InfoSec Institute CTF #1: Hacking for n00bz

n00bz_ctf_labs

Below are the full list of write-up for InfoSec Institute CTF #1: Hacking for n00bz, designed for CTF beginners to practice and test their skills.

I hope that they are helpful to you!

Hacking for n00bz – Level 14

Level 14 shows the exact same format of a file to be downloaded, just like some of the past few levels. So, let’s download it and get started with some analysis.

n00bz Level 14

Well, it seems like there is no file to be downloaded after all, upon clicking “Yes”, it basically opens up a phpMyAdmin SQL Dump with a lot of information, mainly the databases related to level 14. Strange enough, it seems like there was a WordPress blog being setup in this database before. There were many information in this dump, including the admin login credentials.

Among the entire list, one of the most suspicious record is definitely the id number 104 record of the “friends” table,

INSERT INTO `friends` (`id`, `name`, `address`, `status`) VALUES
(104, ‘\\u0069\\u006e\\u0066\\u006f\\u0073\\u0065\\u0063\\u005f\\u0066\\u006c\\u0061\\u0067\\u0069\\u0073\\u005f\\u0077\\u0068\\u0061\\u0074\\u0073\\u006f\\u0072\\u0063\\u0065\\u0072\\u0079\\u0069\\u0073\\u0074\\u0068\\u0069\\u0073’, ‘annoying’, ‘0x0a’);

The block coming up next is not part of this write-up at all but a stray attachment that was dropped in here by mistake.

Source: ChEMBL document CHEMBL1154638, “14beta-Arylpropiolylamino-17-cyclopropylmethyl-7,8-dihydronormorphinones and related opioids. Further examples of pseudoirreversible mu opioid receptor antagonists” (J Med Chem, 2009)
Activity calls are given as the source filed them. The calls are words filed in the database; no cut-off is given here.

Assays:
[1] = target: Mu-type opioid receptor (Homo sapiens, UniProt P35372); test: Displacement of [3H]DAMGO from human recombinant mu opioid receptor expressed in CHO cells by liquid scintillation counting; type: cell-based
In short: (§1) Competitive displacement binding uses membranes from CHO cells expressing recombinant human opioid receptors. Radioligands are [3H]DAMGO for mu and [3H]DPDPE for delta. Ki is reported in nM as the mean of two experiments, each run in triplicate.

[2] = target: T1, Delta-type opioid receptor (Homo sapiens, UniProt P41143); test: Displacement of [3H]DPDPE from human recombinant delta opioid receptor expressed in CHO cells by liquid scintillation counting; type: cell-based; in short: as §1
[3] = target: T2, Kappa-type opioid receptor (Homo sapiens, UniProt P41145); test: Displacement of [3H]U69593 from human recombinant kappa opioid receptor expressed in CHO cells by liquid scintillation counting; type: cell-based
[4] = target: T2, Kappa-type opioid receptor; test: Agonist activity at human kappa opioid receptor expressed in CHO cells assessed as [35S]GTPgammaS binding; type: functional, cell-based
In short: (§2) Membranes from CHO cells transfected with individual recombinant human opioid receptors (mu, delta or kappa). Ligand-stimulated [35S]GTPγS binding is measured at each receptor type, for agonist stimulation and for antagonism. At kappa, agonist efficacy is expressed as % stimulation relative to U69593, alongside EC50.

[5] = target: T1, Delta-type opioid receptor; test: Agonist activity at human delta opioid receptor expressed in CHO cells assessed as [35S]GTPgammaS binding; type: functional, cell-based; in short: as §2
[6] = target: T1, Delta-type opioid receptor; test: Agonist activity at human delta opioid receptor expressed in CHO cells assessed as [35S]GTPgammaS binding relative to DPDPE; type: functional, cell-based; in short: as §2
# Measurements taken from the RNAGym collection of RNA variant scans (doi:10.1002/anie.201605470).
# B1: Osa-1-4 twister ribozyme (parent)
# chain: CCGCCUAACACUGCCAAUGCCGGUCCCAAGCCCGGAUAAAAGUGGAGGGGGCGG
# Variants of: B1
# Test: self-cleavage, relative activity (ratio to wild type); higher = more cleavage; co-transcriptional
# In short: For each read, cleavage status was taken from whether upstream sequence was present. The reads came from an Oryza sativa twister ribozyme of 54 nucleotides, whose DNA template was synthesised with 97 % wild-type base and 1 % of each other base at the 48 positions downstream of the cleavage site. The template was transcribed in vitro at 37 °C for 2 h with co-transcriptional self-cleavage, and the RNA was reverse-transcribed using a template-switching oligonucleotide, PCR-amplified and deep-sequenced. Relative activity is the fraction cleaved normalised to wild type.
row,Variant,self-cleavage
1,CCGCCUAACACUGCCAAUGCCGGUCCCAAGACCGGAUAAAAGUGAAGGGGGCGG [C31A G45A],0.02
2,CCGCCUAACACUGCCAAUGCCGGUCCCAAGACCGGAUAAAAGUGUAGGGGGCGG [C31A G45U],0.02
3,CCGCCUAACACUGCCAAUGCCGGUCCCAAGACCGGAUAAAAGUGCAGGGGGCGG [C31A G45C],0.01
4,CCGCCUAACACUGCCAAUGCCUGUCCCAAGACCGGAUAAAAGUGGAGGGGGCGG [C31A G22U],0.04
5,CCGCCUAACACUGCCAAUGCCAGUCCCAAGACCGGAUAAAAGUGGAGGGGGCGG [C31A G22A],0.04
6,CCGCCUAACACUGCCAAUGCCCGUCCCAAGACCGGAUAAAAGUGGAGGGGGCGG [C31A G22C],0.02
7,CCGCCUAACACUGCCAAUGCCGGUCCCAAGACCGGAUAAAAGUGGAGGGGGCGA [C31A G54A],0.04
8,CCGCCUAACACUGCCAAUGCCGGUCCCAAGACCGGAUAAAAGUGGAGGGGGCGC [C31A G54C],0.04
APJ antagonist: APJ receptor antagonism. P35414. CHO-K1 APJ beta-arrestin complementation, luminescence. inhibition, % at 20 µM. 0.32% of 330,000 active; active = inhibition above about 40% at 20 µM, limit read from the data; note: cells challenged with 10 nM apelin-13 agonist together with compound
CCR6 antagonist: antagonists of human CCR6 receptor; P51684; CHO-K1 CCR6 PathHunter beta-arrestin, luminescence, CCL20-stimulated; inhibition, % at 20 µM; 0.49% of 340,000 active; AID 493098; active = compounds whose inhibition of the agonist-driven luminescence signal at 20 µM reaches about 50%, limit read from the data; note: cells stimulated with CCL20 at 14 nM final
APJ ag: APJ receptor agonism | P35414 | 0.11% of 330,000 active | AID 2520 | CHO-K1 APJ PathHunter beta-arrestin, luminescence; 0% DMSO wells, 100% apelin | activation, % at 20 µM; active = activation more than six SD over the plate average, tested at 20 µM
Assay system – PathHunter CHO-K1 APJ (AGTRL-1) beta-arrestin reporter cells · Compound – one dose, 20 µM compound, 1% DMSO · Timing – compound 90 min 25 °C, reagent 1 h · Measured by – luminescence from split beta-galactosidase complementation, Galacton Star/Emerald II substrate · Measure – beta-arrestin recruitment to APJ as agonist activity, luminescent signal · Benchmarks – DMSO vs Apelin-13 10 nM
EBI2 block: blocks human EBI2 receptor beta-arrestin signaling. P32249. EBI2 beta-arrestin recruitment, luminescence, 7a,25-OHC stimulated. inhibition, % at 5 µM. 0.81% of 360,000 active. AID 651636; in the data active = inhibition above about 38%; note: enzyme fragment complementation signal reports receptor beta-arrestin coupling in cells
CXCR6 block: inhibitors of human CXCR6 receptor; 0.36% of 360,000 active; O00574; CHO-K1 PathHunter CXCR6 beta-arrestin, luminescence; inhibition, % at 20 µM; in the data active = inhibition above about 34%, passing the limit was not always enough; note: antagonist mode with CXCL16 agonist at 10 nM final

Why is the name field made up from so many weird characters and numbers?

The string is actually a hexadecimal value being written into text. See the double backslash symbol, it is for displaying the string on HTML without having any syntax error. In order to see the “real” value, you should replace the double backslash symbols (\\) with single backslash symbols (\). You can do it yourself, or choose to copy from mine (I did it using notepad’s Find and Replace feature…)

\u0069\u006e\u0066\u006f\u0073\u0065\u0063\u005f\u0066\u006c\u0061\u0067\u0069\u0073\u005f\u0077\u0068\u0061\u0074\u0073\u006f\u0072\u0063\u0065\u0072\u0079\u0069\u0073\u0074\u0068\u0069\u0073

If you throw it into a Hexadecimal to ASCII converter tool, you will get the flag for level 14, “infosec_flagis_whatsorceryisthis

Back to write-up list for InfoSec Institute CTF #1: Hacking for n00bz

Hacking for n00bz – Level 13

Level 13 require us to find the backup file for the challenge. Well, looks like the search for the backup file is the challenge itself.